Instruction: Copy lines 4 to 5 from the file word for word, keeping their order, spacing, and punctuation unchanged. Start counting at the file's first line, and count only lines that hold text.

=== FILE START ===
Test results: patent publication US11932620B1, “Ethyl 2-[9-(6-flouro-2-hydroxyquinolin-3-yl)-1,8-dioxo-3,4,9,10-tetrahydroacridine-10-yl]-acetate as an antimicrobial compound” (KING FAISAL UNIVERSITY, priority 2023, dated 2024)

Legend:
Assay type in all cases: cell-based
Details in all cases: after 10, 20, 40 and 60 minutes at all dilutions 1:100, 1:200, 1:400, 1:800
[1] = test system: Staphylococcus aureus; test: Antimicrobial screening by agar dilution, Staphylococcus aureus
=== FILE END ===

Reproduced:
Details in all cases: after 10, 20, 40 and 60 minutes at all dilutions 1:100, 1:200, 1:400, 1:800
[1] = test system: Staphylococcus aureus; test: Antimicrobial screening by agar dilution, Staphylococcus aureus